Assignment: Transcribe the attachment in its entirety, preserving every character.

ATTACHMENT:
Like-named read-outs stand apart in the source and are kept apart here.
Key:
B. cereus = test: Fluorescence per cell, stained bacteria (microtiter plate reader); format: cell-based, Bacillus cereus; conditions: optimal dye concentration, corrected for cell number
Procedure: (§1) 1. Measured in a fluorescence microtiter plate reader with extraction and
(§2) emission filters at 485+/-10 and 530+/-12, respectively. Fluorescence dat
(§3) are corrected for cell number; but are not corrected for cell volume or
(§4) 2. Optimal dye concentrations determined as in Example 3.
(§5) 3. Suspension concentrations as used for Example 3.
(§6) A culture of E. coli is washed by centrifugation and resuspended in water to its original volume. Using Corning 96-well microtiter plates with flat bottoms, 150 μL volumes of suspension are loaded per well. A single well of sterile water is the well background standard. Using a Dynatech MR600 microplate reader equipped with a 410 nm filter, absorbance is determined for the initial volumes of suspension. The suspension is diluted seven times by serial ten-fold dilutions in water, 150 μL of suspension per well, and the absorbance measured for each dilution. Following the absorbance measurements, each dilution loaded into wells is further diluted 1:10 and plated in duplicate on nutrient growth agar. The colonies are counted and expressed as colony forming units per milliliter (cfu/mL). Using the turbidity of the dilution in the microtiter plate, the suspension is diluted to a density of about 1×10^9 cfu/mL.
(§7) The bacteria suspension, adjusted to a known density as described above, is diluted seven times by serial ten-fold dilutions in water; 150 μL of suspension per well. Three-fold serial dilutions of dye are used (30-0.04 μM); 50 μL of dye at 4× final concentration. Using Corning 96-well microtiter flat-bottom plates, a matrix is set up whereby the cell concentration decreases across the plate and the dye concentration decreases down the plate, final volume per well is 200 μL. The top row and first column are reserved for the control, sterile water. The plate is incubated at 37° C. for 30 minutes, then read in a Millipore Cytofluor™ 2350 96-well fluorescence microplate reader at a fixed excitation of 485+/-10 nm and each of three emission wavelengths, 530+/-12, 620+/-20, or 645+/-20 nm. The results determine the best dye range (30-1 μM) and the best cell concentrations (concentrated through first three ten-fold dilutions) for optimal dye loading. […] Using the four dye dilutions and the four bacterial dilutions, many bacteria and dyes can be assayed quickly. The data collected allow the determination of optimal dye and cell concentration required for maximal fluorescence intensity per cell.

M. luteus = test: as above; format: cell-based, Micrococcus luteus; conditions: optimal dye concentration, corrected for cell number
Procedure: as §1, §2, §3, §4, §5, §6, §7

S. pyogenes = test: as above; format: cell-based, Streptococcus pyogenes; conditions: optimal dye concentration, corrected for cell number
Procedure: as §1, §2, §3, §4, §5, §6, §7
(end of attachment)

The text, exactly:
Like-named read-outs stand apart in the source and are kept apart here.
Key:
B. cereus = test: Fluorescence per cell, stained bacteria (microtiter plate reader); format: cell-based, Bacillus cereus; conditions: optimal dye concentration, corrected for cell number
Procedure: (§1) 1. Measured in a fluorescence microtiter plate reader with extraction and
(§2) emission filters at 485+/-10 and 530+/-12, respectively. Fluorescence dat
(§3) are corrected for cell number; but are not corrected for cell volume or
(§4) 2. Optimal dye concentrations determined as in Example 3.
(§5) 3. Suspension concentrations as used for Example 3.
(§6) A culture of E. coli is washed by centrifugation and resuspended in water to its original volume. Using Corning 96-well microtiter plates with flat bottoms, 150 μL volumes of suspension are loaded per well. A single well of sterile water is the well background standard. Using a Dynatech MR600 microplate reader equipped with a 410 nm filter, absorbance is determined for the initial volumes of suspension. The suspension is diluted seven times by serial ten-fold dilutions in water, 150 μL of suspension per well, and the absorbance measured for each dilution. Following the absorbance measurements, each dilution loaded into wells is further diluted 1:10 and plated in duplicate on nutrient growth agar. The colonies are counted and expressed as colony forming units per milliliter (cfu/mL). Using the turbidity of the dilution in the microtiter plate, the suspension is diluted to a density of about 1×10^9 cfu/mL.
(§7) The bacteria suspension, adjusted to a known density as described above, is diluted seven times by serial ten-fold dilutions in water; 150 μL of suspension per well. Three-fold serial dilutions of dye are used (30-0.04 μM); 50 μL of dye at 4× final concentration. Using Corning 96-well microtiter flat-bottom plates, a matrix is set up whereby the cell concentration decreases across the plate and the dye concentration decreases down the plate, final volume per well is 200 μL. The top row and first column are reserved for the control, sterile water. The plate is incubated at 37° C. for 30 minutes, then read in a Millipore Cytofluor™ 2350 96-well fluorescence microplate reader at a fixed excitation of 485+/-10 nm and each of three emission wavelengths, 530+/-12, 620+/-20, or 645+/-20 nm. The results determine the best dye range (30-1 μM) and the best cell concentrations (concentrated through first three ten-fold dilutions) for optimal dye loading. […] Using the four dye dilutions and the four bacterial dilutions, many bacteria and dyes can be assayed quickly. The data collected allow the determination of optimal dye and cell concentration required for maximal fluorescence intensity per cell.

M. luteus = test: as above; format: cell-based, Micrococcus luteus; conditions: optimal dye concentration, corrected for cell number
Procedure: as §1, §2, §3, §4, §5, §6, §7

S. pyogenes = test: as above; format: cell-based, Streptococcus pyogenes; conditions: optimal dye concentration, corrected for cell number
Procedure: as §1, §2, §3, §4, §5, §6, §7